Nebraskan Farmer Voices Opposition To Keystone XL Pipeline
ROBERT SIEGEL, HOST:
York County, Neb., is on Keystone's proposed route. Jenni Harrington's family has a farm there, and the pipeline would have and could still cut through it. Jenni Harrington, welcome back to the program.
JENNI HARRINGTON: Thank you very much.
SIEGEL: When you were last on ALL THINGS CONSIDERED about a year ago now, you opposed Keystone and said, we've been taught that it's our job to take care of the land; if we don't take care of our natural resources, life on this planet is going to be a short time. How do you think a pipeline buried beneath your land would've been so bad for the Earth?
HARRINGTON: Well, it's about what the pipeline is connected to. And that would be the Tar Sands development up in Alberta, Canada. It would be bringing that extracted oil from deep beneath the earth and running it, mixed in with some toxic chemicals, through our land and across our drinking and irrigation water.
SIEGEL: But hearing your first objection there, if I understand you, it isn't only about what it might do to the aquifer in Nebraska. It's just the extraction of this oil from Canada. That alone is reason that you would oppose the pipeline.
HARRINGTON: Yes. When I found out and saw pictures of the Tar Sand, I was like, oh, my gosh, that just looks like a horrific thing that's going on up there. So I did some investigating of my own. I probably spent a year of very deep reading and thinking about it and asking questions. And from all that time that I spent in gathering information, I was like, wow, this is a game changer for the planet. So it's not only about what is happening to us personally on our farm, but it's about what is going up in Canada.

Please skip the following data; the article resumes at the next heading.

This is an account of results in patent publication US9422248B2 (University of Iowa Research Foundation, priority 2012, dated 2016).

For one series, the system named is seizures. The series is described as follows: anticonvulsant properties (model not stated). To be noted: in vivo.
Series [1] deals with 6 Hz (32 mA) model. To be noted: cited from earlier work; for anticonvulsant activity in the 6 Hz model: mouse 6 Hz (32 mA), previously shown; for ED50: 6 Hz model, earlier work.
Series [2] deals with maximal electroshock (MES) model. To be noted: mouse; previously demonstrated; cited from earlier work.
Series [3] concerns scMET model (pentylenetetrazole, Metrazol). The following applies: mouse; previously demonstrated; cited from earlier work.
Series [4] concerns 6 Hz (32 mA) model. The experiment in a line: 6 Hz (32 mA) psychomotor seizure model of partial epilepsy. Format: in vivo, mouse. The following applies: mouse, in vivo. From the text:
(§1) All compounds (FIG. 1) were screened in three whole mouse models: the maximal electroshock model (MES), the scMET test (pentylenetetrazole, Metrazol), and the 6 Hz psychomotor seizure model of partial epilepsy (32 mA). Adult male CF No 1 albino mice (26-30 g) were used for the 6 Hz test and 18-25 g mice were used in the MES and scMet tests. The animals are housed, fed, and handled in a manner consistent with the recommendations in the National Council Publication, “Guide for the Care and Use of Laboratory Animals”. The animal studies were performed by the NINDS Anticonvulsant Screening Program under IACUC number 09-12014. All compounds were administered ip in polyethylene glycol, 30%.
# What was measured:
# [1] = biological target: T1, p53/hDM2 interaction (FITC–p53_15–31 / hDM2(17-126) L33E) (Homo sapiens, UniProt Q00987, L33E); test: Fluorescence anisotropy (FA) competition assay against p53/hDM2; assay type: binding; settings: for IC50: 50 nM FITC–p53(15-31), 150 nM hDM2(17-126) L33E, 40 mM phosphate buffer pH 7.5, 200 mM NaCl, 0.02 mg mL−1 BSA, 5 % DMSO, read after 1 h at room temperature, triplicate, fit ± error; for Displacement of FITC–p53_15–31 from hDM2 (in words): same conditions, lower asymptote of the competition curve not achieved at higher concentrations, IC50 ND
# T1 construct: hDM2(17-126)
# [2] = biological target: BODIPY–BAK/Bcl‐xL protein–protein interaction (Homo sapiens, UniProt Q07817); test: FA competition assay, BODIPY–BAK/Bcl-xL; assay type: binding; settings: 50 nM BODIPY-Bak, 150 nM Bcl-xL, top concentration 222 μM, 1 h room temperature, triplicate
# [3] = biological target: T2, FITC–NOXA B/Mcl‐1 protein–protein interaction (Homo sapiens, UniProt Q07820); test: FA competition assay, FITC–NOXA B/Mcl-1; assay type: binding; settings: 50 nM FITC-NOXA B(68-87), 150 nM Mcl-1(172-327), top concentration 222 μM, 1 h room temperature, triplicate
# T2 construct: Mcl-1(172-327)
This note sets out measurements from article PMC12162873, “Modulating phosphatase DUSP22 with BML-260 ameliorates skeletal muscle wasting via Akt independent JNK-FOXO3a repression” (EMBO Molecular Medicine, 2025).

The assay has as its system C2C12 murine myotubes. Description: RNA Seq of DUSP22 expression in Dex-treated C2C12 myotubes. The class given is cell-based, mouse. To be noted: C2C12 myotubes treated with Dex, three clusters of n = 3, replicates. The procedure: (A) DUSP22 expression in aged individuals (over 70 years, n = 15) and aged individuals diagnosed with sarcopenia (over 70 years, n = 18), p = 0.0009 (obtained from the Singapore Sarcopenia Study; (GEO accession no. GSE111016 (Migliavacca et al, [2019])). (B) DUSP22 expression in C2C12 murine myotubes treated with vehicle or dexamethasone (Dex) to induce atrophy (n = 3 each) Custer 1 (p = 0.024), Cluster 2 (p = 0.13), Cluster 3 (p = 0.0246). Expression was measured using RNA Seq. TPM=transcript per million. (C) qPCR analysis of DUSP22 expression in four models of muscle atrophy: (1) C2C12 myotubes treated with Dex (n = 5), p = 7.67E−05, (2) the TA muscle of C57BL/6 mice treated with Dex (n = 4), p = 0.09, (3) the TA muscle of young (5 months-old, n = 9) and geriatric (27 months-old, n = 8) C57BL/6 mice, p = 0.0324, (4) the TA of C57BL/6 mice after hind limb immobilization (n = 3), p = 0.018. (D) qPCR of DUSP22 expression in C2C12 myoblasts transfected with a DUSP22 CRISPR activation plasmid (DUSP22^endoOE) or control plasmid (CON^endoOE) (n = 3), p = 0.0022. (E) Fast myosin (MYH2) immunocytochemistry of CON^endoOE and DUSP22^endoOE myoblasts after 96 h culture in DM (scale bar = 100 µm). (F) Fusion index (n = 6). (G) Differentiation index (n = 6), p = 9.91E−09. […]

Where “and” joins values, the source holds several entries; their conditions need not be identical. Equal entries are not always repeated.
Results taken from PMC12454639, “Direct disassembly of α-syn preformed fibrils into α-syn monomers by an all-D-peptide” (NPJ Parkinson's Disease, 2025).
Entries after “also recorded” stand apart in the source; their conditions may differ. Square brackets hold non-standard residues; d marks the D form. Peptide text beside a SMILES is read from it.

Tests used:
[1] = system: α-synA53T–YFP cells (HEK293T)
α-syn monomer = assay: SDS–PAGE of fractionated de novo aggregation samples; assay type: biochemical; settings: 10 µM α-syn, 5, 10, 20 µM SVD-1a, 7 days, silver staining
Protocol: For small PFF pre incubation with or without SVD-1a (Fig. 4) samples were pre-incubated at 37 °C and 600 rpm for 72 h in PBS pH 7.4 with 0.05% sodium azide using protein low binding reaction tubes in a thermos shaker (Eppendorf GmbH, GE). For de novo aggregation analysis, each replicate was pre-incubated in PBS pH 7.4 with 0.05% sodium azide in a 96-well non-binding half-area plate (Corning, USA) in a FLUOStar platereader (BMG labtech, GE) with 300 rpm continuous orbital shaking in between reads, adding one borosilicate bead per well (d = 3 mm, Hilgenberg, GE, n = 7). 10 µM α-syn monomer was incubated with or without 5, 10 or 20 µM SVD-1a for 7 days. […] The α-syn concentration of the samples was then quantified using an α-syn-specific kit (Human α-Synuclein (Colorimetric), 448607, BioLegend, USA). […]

SIEGEL: What do you make of TransCanada's most recent move? Do you consider it a win for you and other opponents or just a timeout in the fight?
HARRINGTON: You know, I don't think we know yet. I do know that we are going to be here. We aren't going to go away. We aren't chess pieces in a game to be moved around.
SIEGEL: But it puts you in an odd position, you and other opponents of the pipeline, because it might be favorable from your standpoint to say, no, we want you to continue to apply right now because that way, it'll be considered in what will be a less favorable political climate to the pipeline than the climate might become later.
HARRINGTON: I don't think it's fair to be this far in the process and have the company say, we don't want it to be reviewed anymore; we may, you know, want to start up again later but not right now. We've done way too much work. There's been way too many people that have given a lot of their time, and I think the process needs to move forward.
SIEGEL: How long has your family been farming this land?
HARRINGTON: My great-great-grandfather homesteaded our farm in 1861. His daughter did lose the farm during the Depression and fought to get it back and was able to buy it back 10 years later. And then it was passed on to my father and then passed on to his four daughters, and I am one of the four daughters.
SIEGEL: So when you say you're not going away, you have some pretty strong evidence to support that.
HARRINGTON: Absolutely (laughter).
SIEGEL: Well, thanks for talking with us about it today.
HARRINGTON: You bet.
SIEGEL: That's Jenni Harrington, who's a Keystone opponent along the proposed route in York County, Neb. Transcript provided by NPR, Copyright NPR.